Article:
Isaac Artenstein
USA 1984 | 27 Min. | BetaSP, OF

Pedro J. Gon­za­lez’ story, sym­bol­ic of the his­to­ry of people of Mex­i­can descent in the United States, begins in 1910 during the Mex­i­can Rev­o­lu­tion against the dic­ta­tor Por­firio Diaz. Pedro, a teenag­er, worked as a tele­graph oper­a­tor for the Gen­er­al Pancho Villa until 1922. After the rev­o­lu­tion ended, Gon­za­lez, his wife and chil­dren joined thou­sands of Mex­i­cans who migrat­ed north to the United States. In boom­ing Los Ange­les, Pedro even­tu­al­ly became a record­ing star and in 1928 one of the first Span­ish-speak­ing radio broad­cast­ers in the U.S. Through­out the South­west, thou­sands of Mex­i­cans, up at the crack of dawn to go to work in the can­ner­ies, fac­to­ries, and fields, tuned in their radios to hear their favorite announc­er and record­ing star. As the Great Depres­sion hit Los Ange­les, Mex­i­can Amer­i­cans increas­ing­ly became the target of racial fear and prej­u­dice. González believes his tremen­dous pop­u­lar­i­ty and his out­spo­ken protest against dis­crim­i­na­tion led to his arrest in 1934 on a trumped-up charge of rape. In spite of the recan­ta­tion of the »victim«, González was sen­tenced to 50 years in San Quentin. He was paroled after six years and deport­ed to Tijua­na, Mexico, where he was instru­men­tal in the devel­op­ment of radio in the border region. In 1971, González was allowed to re-enter the U.S. to be near his seven chil­dren. The old bal­ladeer and his wife Maria set­tled in San Diego.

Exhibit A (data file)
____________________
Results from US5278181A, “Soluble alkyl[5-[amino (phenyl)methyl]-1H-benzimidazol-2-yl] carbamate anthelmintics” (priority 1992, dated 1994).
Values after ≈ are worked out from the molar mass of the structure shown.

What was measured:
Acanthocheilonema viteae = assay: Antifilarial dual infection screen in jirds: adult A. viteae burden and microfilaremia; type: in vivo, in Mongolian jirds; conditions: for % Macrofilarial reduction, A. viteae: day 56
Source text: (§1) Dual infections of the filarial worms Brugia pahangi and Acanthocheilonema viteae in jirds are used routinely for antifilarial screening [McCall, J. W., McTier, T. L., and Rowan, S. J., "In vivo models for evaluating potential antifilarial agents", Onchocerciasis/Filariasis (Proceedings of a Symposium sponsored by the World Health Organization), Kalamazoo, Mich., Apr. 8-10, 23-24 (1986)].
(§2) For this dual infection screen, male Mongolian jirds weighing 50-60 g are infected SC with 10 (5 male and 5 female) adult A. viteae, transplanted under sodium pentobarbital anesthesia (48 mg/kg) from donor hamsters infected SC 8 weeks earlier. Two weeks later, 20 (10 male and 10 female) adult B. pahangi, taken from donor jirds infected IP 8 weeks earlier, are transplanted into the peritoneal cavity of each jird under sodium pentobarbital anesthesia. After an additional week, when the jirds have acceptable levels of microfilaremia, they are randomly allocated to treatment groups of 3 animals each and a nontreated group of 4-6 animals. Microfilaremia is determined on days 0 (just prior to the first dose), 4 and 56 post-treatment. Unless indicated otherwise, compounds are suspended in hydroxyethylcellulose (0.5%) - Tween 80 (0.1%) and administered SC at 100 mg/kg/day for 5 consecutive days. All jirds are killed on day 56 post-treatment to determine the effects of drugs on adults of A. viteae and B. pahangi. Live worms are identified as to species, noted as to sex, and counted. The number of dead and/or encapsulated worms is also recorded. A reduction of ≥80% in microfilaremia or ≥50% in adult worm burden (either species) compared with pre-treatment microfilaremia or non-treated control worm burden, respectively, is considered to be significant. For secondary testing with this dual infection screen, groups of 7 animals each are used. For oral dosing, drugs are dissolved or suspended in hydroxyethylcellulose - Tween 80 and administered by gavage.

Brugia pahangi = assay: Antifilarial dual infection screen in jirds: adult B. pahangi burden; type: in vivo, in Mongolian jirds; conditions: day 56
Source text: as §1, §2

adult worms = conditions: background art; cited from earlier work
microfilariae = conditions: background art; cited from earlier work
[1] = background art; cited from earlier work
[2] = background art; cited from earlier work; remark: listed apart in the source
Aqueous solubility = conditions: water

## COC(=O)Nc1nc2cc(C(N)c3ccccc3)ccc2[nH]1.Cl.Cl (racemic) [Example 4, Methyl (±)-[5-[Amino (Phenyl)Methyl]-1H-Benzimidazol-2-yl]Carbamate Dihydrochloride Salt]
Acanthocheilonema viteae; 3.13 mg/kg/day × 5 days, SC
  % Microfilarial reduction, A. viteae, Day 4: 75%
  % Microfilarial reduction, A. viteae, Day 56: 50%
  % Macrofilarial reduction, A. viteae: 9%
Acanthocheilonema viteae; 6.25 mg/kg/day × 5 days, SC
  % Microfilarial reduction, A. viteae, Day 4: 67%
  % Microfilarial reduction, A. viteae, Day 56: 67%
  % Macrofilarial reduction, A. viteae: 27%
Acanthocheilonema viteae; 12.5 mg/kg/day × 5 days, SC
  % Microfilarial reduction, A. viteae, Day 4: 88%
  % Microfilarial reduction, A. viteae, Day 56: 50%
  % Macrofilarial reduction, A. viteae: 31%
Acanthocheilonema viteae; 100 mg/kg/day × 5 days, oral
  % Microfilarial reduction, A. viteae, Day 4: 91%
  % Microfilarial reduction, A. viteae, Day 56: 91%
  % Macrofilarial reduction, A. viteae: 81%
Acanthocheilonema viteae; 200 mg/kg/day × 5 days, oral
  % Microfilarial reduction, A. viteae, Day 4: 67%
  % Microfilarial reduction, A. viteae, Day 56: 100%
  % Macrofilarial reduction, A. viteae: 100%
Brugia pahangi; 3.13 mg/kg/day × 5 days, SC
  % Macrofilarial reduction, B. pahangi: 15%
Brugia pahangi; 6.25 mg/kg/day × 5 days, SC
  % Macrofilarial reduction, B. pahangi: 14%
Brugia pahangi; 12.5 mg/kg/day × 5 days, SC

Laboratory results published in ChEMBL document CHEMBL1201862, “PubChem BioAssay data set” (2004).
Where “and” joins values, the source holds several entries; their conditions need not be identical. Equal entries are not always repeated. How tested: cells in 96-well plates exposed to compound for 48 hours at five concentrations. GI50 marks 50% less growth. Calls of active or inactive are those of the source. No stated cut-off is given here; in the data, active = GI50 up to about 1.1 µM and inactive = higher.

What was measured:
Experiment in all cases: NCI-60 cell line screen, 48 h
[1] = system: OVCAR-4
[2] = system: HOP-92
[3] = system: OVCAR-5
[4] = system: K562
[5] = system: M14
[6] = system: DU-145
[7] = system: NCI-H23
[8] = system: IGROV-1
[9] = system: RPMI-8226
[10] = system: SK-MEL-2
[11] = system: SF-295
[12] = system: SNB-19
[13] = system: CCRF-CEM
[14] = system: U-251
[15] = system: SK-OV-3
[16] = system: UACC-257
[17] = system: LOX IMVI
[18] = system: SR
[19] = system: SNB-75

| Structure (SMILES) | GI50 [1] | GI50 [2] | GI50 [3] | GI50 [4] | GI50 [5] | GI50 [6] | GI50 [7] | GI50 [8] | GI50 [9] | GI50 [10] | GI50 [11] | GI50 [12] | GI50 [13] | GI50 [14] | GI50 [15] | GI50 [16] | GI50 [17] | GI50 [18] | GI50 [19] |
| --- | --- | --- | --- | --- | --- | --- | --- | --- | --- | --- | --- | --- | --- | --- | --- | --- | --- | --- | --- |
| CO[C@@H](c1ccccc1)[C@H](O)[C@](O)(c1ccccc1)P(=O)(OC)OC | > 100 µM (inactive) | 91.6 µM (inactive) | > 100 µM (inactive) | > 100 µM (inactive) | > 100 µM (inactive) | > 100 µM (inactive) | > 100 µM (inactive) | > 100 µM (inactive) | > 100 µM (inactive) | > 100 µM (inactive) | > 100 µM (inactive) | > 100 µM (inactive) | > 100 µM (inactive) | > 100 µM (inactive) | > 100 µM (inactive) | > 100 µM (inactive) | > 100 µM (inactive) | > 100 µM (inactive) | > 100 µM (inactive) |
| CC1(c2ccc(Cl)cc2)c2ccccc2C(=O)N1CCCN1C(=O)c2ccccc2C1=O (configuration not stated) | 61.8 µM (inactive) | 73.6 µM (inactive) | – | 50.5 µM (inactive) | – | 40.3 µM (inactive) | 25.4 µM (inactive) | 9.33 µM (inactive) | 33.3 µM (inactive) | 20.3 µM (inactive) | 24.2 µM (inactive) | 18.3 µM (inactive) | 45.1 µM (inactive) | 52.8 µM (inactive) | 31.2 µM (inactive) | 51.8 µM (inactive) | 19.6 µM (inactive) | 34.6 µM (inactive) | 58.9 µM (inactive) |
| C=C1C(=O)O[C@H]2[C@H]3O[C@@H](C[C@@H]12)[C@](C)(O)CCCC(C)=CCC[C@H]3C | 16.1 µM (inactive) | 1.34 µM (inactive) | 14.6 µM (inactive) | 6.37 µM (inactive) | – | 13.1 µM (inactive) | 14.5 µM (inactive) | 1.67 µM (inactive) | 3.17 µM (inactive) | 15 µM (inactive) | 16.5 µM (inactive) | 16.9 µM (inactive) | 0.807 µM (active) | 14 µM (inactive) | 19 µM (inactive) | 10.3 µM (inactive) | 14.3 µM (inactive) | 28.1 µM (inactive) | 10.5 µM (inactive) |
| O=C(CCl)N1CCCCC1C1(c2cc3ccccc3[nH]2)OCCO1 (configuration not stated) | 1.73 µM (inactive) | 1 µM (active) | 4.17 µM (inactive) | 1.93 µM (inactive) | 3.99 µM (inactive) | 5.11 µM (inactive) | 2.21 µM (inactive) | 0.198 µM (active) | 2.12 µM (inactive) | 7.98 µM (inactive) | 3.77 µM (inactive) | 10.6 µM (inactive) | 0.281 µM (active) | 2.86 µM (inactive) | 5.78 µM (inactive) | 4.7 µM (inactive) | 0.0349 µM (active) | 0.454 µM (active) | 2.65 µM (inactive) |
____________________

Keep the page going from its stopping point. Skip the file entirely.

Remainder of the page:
»Seeing how badly they treat­ed Mex­i­cans back in the days of my youth I could have start­ed a rebel­lion. But now there could be a cul­tur­al under­stand­ing, so that with­out firing one bullet, we might under­stand each other. We were here before they were, and we are not, as they still say, ‘unde­sir­ables’ or ‘wet­backs’. They say we come to this land and it’s not our home. Actu­al­ly, it’s the other way round.« (Pedro J. González)